Kathryn Ryan interviewed Allan Munn this morning on Nine to Noon (Radio NZ National). Allan Munn is the Department of Conservation’s Southern Region Services Director. The interview regards changes being made following the death, in May 2014, of a person who was swept away from the Milford Track.
This morning’s 20 minute interview can be listened to here. It’s also been reported on in The Press, and by Wilderness Magazine.
The incident which sparked this review occurred when the group were on the Milford Track out of the main tourist season, after many of the standard “Great Walk” style facilities are removed. It’s not uncommon for people to visit outside the booking season, whether to avoid higher hut fees or after having been too late to book at an earlier time. It remains public land with open access, and can be relatively safe with good preparation and advice, and an ability to assess conditions. The group didn’t seem to have been be prepared for the reduced facilities, nor properly aware of it. This combined with other factors probably led to bad decisions and eventually resulted in the accident.
DOC has now completed an internal review. It’s decided that safety processes are fundamentally sound, but certain things could still be improved upon. During the interview Mr Munn noted that DOC had “a range of contacts with that party” prior to the event. The party members either didn’t hear the available advice, or chose to ignore it and take their chances. In the face of this, there’s probably little that could have reasonably and immediately been done in that specific case.
More generally, though, DOC’s review has acknowledged that there are problems with getting key messages across to the masses in the face of modern forms of media, much of which is out of DOC’s control. It’s also noting higher numbers of visitors of limited skills and experience aiming to walk the Milford Track during the buffer zone between the end of the tourist season and when the most dangerous winter conditions set in.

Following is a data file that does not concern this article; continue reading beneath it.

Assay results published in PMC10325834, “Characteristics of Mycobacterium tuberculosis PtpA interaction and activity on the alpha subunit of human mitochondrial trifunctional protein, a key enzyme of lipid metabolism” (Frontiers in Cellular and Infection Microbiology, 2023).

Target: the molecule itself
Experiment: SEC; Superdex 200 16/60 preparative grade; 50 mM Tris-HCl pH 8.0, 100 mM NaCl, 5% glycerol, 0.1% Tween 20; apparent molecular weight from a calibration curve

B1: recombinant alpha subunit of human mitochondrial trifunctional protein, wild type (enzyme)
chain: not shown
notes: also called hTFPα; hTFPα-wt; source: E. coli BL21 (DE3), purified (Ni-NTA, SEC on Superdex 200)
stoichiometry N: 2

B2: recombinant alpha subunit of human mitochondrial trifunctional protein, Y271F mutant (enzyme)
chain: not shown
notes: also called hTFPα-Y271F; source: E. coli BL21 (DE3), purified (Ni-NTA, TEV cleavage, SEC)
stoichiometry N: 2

I’ve requested a copy of the review, and am hoping it can be handed out. It sounds like an interesting read. Based on Mr Munn’s comments this morning, at least some of the changes DOC is implementing sound like things that (metaphorically) attempt to further tape over gaps which people can fall through after not necessarily having acted with their own best interests in mind. I’m undecided about how useful this is, but it’d be good to see the actual detail.
Compensating for inadequate preparation
I’m not a great fan of compensating for people’s inadequate preparation. I don’t think it addresses a more fundamental issue of people not taking responsibility for their own safety. There’s a risk that compensating for that can has an opposite effect of encouraging visitors to be even less responsible with planning and preparation, simply placing more problems and responsibility on the state. The Milford Track might need to be so heavily “managed” as it is during the booking season to compensate for its excessive popularity, but the management probably also encourages a lack of self responsibility for many visitors, both in and out of booking season.
I’m in two minds, because I can’t think of what else can be done. The fundamental problem is very hard to address. Some people will always ignore or fail to appreciate good advice, intentionally, accidentally, or otherwise, and especially when there’s a combination of youth and reduced skill and experience. When this happens en-mass in a way that can be predicted, I’m doubtful about the ethics of casually letting people suffer tragic consequences, purely for the sake of taking some kind of moral high ground.
An alternative to compensating for a lack of responsibility and skills is one of extreme control: lock up the Conservation Estate and tell people that they’re not allowed to visit and explore it on their own terms. This occurs in some countries, and it’s something I definitely don’t wish to see in New Zealand. Freedom to explore on one’s own terms is one of the key things which makes it so great around here. As soon as we start compromising that, or trying to distinguish between people who are capable and people who aren’t, it’ll become a barrier for any random person to get involved or try something new, and learn about the country we live in.